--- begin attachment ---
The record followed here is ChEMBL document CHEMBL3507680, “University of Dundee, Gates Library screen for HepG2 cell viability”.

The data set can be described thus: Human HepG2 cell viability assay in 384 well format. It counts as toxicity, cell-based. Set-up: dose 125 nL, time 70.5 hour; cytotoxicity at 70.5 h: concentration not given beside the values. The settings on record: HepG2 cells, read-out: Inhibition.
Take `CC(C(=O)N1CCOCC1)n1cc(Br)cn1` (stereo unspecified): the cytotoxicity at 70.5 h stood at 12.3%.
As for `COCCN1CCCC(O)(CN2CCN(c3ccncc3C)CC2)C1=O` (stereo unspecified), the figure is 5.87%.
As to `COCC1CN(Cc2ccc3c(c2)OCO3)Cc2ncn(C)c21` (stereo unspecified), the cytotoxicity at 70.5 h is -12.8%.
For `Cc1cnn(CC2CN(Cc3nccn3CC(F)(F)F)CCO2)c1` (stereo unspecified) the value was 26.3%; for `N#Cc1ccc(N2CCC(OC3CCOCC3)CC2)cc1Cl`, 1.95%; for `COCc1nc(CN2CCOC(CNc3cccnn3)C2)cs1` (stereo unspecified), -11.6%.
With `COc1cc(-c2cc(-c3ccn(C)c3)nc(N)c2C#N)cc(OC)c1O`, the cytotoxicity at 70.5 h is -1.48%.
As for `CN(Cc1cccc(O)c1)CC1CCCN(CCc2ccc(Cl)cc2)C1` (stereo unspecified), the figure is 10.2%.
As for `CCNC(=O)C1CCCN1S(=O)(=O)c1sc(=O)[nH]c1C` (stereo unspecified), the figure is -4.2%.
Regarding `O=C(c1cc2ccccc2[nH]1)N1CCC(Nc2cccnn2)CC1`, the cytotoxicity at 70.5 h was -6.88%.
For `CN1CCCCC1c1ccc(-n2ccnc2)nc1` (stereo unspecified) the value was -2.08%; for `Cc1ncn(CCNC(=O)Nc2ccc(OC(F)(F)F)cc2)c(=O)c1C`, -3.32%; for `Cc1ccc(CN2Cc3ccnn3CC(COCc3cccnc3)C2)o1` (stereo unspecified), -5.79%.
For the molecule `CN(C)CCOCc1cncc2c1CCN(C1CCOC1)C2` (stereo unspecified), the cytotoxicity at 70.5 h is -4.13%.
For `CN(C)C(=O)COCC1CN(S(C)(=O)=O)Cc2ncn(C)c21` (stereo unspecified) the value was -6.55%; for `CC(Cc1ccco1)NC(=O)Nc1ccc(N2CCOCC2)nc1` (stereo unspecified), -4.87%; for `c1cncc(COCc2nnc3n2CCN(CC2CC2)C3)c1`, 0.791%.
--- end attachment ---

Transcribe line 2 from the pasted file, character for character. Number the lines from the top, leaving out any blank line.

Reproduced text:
The data set can be described thus: Human HepG2 cell viability assay in 384 well format. It counts as toxicity, cell-based. Set-up: dose 125 nL, time 70.5 hour; cytotoxicity at 70.5 h: concentration not given beside the values. The settings on record: HepG2 cells, read-out: Inhibition.